“Rock around the Real” Fictional bands on film: The evolution of an invisible genre
thesisposted on 2023-08-18, 04:38 authored by Stephen ButlerStephen Butler
‘To begin with, everything’– Russell Hammond (Almost famous) Rock music is a global phenomenon that originated in the 1950s and continues to the present day. The rock musician has become a ubiquitous figure in a wide range of mass media forms: novels, biographies, magazines, games, TV shows and films. Since rock music and its ‘project of authenticity’ (Keightley 2003) began ‘becoming residual’ (Grossberg 2002), a phenomenon sometimes characterized as the “death of rock” (Dettmar 2006), fictional band films have proliferated. This thesis documents the evolution of the fictional band film in terms of genre theory, the social history of rock, and the discourses of authenticity circulating in the media. The thesis employs poststructuralist film theory and semiotic analysis to elaborate on the significance of what might be regarded as an ‘invisible genre’ (Brown 2013). The study focuses on five feature films, each of which tells the story of a fictional band in a particular phase of what Bennett (1991, p. 147) calls the ‘paradigmatic rock’n’roll career’: cult phase, crossing over, transcendence, decline, and comeback. In contrast to the prevalent critical view that the rock fiction film is inferior to non-fictional genres such as the documentary, concert film and biopic, analysis suggests that the fictional band film is a specific performance of rock, and perhaps rock’s paradigmatic cinematic expression.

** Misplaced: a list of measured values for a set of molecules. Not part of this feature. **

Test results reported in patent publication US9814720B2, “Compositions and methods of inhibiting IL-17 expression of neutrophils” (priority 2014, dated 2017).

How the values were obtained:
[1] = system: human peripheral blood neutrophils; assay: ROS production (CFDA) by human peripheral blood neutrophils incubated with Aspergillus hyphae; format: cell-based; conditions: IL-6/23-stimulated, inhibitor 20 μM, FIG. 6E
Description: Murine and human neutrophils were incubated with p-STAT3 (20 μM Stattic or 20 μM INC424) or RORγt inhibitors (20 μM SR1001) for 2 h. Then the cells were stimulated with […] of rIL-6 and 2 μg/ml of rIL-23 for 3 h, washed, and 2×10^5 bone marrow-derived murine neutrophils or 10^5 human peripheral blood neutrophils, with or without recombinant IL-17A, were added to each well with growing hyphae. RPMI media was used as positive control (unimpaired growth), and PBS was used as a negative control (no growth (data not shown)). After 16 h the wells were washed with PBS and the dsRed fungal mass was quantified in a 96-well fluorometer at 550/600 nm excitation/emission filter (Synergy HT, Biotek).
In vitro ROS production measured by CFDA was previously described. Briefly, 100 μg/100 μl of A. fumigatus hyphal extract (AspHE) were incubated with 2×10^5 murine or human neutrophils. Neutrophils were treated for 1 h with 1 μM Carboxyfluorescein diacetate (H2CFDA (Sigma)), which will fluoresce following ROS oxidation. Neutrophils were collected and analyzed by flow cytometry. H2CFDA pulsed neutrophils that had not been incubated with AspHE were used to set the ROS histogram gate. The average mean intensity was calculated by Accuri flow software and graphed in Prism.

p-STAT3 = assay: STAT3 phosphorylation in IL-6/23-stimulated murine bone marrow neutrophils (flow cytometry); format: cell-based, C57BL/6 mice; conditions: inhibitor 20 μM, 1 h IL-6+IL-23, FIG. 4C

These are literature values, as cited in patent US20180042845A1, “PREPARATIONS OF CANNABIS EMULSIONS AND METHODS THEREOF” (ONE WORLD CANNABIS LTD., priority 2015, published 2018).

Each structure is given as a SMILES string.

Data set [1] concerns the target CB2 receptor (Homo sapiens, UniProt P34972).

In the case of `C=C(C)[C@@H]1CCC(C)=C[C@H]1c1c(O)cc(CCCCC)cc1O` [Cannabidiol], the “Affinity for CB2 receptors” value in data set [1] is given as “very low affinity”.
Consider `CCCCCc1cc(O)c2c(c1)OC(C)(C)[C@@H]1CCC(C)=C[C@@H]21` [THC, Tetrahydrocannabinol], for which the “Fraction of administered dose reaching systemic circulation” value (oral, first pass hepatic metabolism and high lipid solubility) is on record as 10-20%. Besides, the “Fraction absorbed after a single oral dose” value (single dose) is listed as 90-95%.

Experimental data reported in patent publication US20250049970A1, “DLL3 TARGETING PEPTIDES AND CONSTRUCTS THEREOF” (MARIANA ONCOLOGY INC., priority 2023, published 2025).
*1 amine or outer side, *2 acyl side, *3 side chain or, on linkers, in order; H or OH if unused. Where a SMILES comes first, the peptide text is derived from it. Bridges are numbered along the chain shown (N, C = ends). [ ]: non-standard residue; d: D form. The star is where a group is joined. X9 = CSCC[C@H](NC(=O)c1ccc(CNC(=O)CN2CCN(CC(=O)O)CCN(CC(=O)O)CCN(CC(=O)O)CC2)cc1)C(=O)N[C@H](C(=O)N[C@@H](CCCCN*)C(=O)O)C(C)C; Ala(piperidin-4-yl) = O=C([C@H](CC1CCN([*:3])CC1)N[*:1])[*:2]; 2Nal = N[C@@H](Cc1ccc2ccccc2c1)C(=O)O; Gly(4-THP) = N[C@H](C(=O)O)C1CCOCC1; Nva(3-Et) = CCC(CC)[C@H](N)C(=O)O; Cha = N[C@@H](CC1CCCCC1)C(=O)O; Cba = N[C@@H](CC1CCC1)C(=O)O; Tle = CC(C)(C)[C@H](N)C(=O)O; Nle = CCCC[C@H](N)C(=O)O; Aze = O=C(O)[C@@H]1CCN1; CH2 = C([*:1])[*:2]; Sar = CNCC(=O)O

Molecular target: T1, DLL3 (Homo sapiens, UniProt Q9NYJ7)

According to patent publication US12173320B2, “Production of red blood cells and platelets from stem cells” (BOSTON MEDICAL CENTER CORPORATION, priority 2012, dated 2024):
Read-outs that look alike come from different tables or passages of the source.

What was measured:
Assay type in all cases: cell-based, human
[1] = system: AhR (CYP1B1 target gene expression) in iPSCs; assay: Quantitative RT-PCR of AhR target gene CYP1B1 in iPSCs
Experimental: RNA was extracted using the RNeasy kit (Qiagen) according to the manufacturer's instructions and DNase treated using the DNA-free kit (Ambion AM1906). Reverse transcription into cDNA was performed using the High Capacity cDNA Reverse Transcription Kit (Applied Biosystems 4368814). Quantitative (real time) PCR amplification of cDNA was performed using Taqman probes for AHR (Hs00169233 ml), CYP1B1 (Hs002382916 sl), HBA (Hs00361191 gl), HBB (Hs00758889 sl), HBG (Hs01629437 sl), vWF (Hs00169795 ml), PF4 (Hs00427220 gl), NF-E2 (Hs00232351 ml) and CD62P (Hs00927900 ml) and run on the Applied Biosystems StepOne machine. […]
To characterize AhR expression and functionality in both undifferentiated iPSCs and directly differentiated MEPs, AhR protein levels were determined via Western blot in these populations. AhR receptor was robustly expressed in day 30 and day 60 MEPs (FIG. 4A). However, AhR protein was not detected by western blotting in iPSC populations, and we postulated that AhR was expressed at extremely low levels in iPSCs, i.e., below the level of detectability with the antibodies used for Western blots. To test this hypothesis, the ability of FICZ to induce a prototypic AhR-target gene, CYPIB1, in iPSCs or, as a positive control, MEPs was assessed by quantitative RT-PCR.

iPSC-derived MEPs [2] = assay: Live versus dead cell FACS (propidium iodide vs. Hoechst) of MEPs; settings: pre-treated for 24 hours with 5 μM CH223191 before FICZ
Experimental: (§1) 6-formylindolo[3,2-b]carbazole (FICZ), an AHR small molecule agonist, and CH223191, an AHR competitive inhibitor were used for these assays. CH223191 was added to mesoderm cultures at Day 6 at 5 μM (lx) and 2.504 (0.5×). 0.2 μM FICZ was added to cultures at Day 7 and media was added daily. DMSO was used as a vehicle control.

LocationCentral Queensland University
Additional RightsI request that access to the thesis or portfolio (hard bound and electronic copy}, or parts thereof, be restricted for a specified period, and that release of the thesis during that period for the purpose of research or private study be contingent upon the approval of the Chair, Research Higher Degree Committee (or nominee}. I understand, in those cases where I am not reasonably available, such approval may be granted without my having been consulted. Embargo expired.
SupervisorDr John Fitzsimmons ; Professor Denis Cryle
- Doctoral Thesis